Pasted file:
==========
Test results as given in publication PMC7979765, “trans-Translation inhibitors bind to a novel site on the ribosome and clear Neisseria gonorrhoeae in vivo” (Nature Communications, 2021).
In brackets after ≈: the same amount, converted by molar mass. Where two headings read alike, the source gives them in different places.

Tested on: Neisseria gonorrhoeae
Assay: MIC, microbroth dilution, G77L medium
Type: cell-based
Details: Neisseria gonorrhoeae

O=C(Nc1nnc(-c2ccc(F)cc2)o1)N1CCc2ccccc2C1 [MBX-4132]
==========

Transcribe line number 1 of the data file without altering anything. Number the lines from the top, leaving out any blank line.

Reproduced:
Test results as given in publication PMC7979765, “trans-Translation inhibitors bind to a novel site on the ribosome and clear Neisseria gonorrhoeae in vivo” (Nature Communications, 2021).